In our simple guide to your credit status we’ll tell you...
The details held on your credit report and how they affect you
Recent changes to credit reporting that may help you get finance
What your options are, even if you have bad credit
So you’re thinking of finally rewarding yourself with your dream ride. Or your rust bucket of a car has disintegrated and it’s time for an unscheduled upgrade. Or heck, you’ve decided it’s time you splashed out on that Harley you’ve always had your eye on...
After careful consideration, you decide a car loan (or in the Harley’s case, a motorbike loan) is the most logical way to go. After all, you had to sit through seemingly hundreds of finance ads during the Saturday night movie, so why not take them up on their offers?
There’s just one problem - none of the lenders will give you the time of day. And you can’t figure out why. Your income is solid. You may have missed the odd bill payment here and there, but that was all a long time ago. What’s the problem?
This is where your credit report comes into play.
Banks, lenders, even utility providers and mobile phone companies rely on the information on these reports to help them decide whether to allow you to take on any new loan or debt.
The lender wants to see whether you have any outstanding debts, or have had trouble paying them, before they’ll let you take on any more. It’s the lender’s way of protecting themselves against payment defaults – by only taking on people they think are likely to meet their payments.
So what kind of information is contained in these credit reports? And how important are they to your credit application, and your finances in general?
The simple stuff
First off are the basics: your name, gender, date of birth, driver's licence number, addresses and employer information. Unless you’re rocking multiple identities, there’s nothing to worry about here!
Any skeletons in your closet
Next, we get into your past credit history. This may include applications made in the past five years, overdue accounts, court judgements and court writs, directorship details, proprietorship details, plus any information on bankruptcy, debt agreement and personal insolvency. Even if you've had problems with defaults that you managed to fix up – for example, a car loan you had trouble paying – the record stays on your credit report for four to seven years, depending on the severity of the default or credit infringement.
In addition, your report may contain commercial credit information if applicable, including applications for commercial credit and details of overdue commercial credit accounts.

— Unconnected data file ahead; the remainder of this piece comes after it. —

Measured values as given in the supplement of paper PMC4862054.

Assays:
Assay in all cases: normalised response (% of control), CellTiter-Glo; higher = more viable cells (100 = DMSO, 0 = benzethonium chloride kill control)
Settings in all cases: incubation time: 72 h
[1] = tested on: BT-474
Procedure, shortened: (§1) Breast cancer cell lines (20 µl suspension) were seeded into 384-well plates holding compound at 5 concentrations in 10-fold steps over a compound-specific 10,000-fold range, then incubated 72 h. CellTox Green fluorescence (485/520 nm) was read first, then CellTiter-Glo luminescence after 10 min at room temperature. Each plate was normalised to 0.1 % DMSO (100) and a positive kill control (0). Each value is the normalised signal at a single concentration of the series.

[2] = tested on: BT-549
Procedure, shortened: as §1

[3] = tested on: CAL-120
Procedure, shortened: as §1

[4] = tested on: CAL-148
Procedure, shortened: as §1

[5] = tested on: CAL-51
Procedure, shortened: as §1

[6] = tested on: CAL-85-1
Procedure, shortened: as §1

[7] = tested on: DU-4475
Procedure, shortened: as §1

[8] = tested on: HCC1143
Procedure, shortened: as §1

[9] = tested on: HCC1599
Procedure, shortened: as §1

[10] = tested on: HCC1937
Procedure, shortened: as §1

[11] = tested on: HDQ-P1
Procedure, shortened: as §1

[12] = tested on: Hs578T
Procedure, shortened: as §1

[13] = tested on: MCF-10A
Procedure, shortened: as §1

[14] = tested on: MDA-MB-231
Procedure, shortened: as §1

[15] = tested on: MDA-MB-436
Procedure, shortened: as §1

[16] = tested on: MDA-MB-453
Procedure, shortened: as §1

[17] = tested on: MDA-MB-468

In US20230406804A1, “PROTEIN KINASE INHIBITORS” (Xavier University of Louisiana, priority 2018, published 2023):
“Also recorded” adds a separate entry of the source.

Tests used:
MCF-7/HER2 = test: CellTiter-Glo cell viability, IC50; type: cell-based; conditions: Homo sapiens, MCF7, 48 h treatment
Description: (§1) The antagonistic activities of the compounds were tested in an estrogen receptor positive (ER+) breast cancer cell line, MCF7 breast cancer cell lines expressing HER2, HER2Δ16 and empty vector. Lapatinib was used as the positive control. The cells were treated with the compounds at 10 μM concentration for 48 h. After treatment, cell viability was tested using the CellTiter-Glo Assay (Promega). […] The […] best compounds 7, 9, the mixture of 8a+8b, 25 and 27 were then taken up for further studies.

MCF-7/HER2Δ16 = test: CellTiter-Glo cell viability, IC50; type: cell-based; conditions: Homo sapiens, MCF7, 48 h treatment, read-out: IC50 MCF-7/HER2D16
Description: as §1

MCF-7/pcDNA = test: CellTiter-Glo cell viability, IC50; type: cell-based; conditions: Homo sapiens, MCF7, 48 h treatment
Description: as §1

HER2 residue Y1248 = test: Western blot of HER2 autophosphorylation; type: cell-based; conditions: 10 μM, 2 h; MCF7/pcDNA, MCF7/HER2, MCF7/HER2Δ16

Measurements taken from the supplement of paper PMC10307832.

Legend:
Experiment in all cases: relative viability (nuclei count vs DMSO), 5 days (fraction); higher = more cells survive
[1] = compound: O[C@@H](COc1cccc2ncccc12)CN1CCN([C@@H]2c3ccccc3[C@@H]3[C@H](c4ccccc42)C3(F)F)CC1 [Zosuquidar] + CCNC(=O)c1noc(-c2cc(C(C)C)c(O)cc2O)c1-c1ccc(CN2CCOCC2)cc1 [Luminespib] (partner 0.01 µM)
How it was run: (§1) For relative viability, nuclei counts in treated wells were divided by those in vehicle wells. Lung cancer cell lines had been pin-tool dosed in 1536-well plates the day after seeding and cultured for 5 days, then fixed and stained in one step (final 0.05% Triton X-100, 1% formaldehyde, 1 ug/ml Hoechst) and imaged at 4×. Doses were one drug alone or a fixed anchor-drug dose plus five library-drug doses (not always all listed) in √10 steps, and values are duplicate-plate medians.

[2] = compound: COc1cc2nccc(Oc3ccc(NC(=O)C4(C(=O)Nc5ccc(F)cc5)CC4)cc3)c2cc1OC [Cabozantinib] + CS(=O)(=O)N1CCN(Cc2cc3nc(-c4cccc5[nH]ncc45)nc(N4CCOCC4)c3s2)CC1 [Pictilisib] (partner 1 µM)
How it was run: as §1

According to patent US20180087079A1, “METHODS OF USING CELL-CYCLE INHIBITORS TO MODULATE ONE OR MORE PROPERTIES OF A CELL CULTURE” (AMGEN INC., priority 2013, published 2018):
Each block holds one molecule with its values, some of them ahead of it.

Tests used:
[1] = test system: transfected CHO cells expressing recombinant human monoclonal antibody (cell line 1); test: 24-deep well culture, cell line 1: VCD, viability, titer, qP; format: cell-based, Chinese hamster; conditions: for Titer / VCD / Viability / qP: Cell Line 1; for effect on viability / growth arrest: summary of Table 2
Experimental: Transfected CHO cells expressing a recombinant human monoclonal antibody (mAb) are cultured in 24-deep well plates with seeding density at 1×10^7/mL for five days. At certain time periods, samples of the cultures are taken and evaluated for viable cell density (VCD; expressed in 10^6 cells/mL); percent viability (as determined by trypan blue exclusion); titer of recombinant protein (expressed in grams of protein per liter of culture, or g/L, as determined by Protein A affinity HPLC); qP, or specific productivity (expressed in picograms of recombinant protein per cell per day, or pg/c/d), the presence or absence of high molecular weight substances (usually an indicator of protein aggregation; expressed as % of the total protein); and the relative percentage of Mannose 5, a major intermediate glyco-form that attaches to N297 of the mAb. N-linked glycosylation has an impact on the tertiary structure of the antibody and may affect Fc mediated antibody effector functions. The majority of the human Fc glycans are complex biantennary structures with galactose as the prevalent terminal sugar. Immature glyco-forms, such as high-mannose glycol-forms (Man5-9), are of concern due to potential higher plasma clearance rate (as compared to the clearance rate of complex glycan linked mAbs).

Read more about how to get a default removed from your credit history and bad credit car loans.
The (possibly) positive
Finally, there’s what’s called “positive credit information”. This is a very recent introduction to credit reporting in Australia and includes monthly repayment history on accounts such as mortgages, car loans, personal loans and credit cards. Under these new credit rules, the lender can now see whether you usually pay your loans on time and whether you paid the minimum amount required. They can then use this information to make a decision on your application.
Depending on your overall financial history, this could be your application’s saving grace or the final nail in its coffin. Under these new credit rules, the lender can now see whether you usually pay your loans on time and whether you paid the minimum amount required. They can then use this information to make a decision on your application. Depending on your overall financial history, this could be your application’s saving grace or the final nail in its coffin.
So how important is all of this to my application?
The answer is, it depends. The sheer volume of financial information contained on your credit report may seem like a good general indication of how important it is. But what’s not always clear is how much weight an individual financial institution will attribute to your credit report when assessing your application. Some have stricter rules than others, so the likelihood of a single minor payment issue being overlooked varies depending on which institution you’re lodging your application with.
Here’s the cruel twist in the tale…any time you apply for credit, including for seemingly small amounts like phone contracts, a note goes on your report. So even if you have a flawless payment history and decide to shop around, too many applications in too short a space of time could raise red flags and may prevent you from obtaining finance. A good way to avoid this problem is to use a finance broker who can match you with the most suitable lender. In most cases, only one credit check is required – plus, someone else does all the hard work for you!
My history’s not great, so I’ve got no hope…right?
Not even slightly. Thankfully, there are specialist financial institutions who may be able to help people with a less than perfect credit history. Depending on your specific circumstances, Rapid Finance could assist you in obtaining finance and finding a suitable deal that is acceptable to you*.
*Every application is different – assessment criteria is based on the applicant's overall profile or circumstances and subject to verification checks and supporting documents. Rapid Finance will do everything it can to assist in finding a suitable loan product based on the applications requirements. Interest rates and fees vary depending on the individual applicant's circumstances and overall profile. Conditions apply.